Teacher Quality could be improved, that is by emphasizing the following; Emphasis on literacyand numeracy skills and clear learning goals for pupils, pupils centered interactive teachingmethods, ongoing professional development in content areas and pedagogical skills, teacher networks and resources centers, quality teacher manuals, mother tongue instruction atinitial years, increased years of instruction.Improved quality of instructional materials namely; Local teaching materials, timely andequitable distribution of low learning materials to schools and pupils, distance teachers education( for example, ICT and multi media education), curriculum revision to improve relevance.One of the strategies to achieve quality primary education is the use improved teaching methodsin our schools, the knowledge of our teachers on curriculum, use of curriculum modules,pedagogical skills and curriculum relevance , we should be able to analyze and ascertain therelevance of the present curriculum with a view to its improvement and updating. Any study orinitiative to achieve this should be welcome especially for the improvement of educationalstandards through training, retraining and education delivery.Issues in achieving quality primary education . Achieving quality primary schoolingfrom the low baseline at 2000 may take longer than anticipated especially to achieve2015 target. Some of the main issues are that, the children and teachers/head teacher arenot well equipped and prepared for school, there is disconnect between policies andimplementation, home and school, school and community, teachers and pupils etc. Classobservation reports have also revealed several gaps in the teaching/ learning process,which can explain why student achievements are low. At the school level, the gapsinclude; inadequate teaching resources, teachers’ guides and pupils textbooks to teacheffectively, inability to communicate clearly due to a poor command of English andexplain in ways that will make sense to the children , teachers’ marking indicate that thepupils’ work are not assessed thoroughly and constructively in order to move theirlearning forward, class work generally offers no challenge, furthermore teaching does notcater for the needs of different ability groups in the class, the teachers lacked thecommitment and know-how to use a range of strategies to engage the children inmeaningful activity and use questions and discussion to facilitate and explore children’slearning.In general, the following issues will therefore need to be addressed if relevance and goalsof primary education are to be met. These have been identified from analysis of availablestate data.Wide disparities in learning outcomes and school participation . In Ekiti State, mostof the children in the 6-11 age groups are in primary school and of the age group who arein school, the share of urban and rural children in primary schools are almost the same.However, learning is with wide disparities across LGAs, and between rural and urbanschools. LGAs that have high enrolments and performance tend also to be LGAs wherestakeholder’s participation is highest and the converse is also true: where enrolment islow overall, participation is lowest.Poor teacher deployment practices. The national teacher pupil norm is set at oneteacher to 40 children. In general, with high participation rates already, Ekiti have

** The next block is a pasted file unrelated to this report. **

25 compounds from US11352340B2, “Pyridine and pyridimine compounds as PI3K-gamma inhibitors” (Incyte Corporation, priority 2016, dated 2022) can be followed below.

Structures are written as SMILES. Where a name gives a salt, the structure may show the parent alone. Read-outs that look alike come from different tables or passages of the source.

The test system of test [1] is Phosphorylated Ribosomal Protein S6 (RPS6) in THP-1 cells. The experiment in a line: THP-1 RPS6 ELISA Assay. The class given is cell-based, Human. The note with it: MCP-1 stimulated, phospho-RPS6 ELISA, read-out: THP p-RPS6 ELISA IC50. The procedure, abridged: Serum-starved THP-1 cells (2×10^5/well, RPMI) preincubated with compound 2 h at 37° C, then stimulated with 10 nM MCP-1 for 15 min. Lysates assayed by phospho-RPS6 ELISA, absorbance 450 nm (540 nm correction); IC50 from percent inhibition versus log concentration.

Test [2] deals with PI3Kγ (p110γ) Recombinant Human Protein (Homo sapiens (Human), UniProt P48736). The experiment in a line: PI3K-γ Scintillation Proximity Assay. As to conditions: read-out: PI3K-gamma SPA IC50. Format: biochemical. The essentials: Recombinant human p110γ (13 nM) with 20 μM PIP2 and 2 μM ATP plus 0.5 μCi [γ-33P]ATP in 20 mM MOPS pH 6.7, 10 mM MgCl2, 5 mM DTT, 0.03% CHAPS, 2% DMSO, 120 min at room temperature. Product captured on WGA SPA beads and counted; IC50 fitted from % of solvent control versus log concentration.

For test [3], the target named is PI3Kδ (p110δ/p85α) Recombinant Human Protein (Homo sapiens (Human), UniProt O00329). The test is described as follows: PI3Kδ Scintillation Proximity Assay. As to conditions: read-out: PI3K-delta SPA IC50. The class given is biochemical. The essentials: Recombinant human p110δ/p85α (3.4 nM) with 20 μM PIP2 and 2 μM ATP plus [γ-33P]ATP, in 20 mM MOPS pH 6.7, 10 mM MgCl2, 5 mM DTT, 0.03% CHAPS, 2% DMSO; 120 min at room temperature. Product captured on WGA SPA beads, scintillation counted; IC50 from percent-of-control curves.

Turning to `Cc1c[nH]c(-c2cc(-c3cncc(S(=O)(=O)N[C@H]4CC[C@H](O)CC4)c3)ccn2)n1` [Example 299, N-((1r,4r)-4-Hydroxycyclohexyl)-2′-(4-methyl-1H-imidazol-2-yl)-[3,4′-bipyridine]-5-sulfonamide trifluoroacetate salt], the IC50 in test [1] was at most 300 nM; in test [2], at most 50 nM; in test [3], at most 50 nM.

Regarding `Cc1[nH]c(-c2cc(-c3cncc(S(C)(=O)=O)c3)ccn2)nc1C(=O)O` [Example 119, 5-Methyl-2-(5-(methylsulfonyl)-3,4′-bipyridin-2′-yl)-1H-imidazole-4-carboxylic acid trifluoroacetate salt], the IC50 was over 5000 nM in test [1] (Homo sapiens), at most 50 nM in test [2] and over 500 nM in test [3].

sufficient numbers of teachers to enroll thousands more children for more years or morebefore needing additional teachers. However, there is inadequate and oversupply ofteachers within some of LGAs and schools. An LGA may have sufficient numbers ofteachers but they will be poorly distributed across the schools within the LGA, withurban areas being favored over rural areas. Often small rural schools will have teacherpupil ratios well below the norm because teachers have not been deployed appropriatelyand not on the basis of the school’s total enrolment. One such example is a small ruralschool in Ekiti with 75 children enrolled but with five teachers plus a non-teachingheadmaster.Poor quality of teaching and learning ( and environment). Learning achievements inprimary schools are relatively low and the large investment in teachers’ salaries is notbalanced by investment in teaching and learning materials and creating a physicalenvironment that is conducive to learning. In 1996, national assessments of primary class4 students indicated that students could answer correctly only 38 percent of test items inlife skills, 32 percent of mathematics test items, and 25 percent of English test items. Thesituation had not improved by 2002 when a national assessment of grade 5 students wascarried out on the same curriculum subjects. Findings indicate that only 20 percent of thestudents were able to answer correctly more than 30 percent of the test items; and lessthan one percent of students were able to answer correctly more than half the test items.Research in classrooms indicates that teachers are not well equipped with basicpedagogical skills and understandings to teach well in primary schools especially at lowergrade levels. Language policies are poorly implemented and children’s learning ishampered by lack of appropriate textbooks and poor teaching in introducing anddeveloping literacy, mathematics and science concepts and uses of language across thecurriculumThere is a gap between the content of teacher training programs and pedagogicalskills required of primary school teachers; and very few teachers have had access toregular in-service training workshops or school- based teacher development.Despite adequate teachers in the system there is need for increased incentives in recentyears for teachers to perform and improved teaching in primary schools to meet requiredstandard. The private cost to teachers for their initial training and upgrading isdemanding. Teachers and managers see no perceived benefit to classroom performanceresulting from upgrading programs such as B.Ed. Any gains from formal training are lostbecause there has been no system of regular in-service teacher training or school-basedprofessional development. Many primary school teachers have not participated in any in-service training or workshops since completing their initial training; nor had theopportunity since then to acquire skills in problem solving on pedagogical issues relatedto their immediate classroom teaching experience. Primary teacher salaries consume a large part of local government budgetaryresources and resources for education support services are extremely constrained.The financing of primary education is not stable and teacher management practices arepoor: teachers cannot be guaranteed their promotion or a school environment that isconducive to good practice of the profession. Teachers may appear to have reasonable job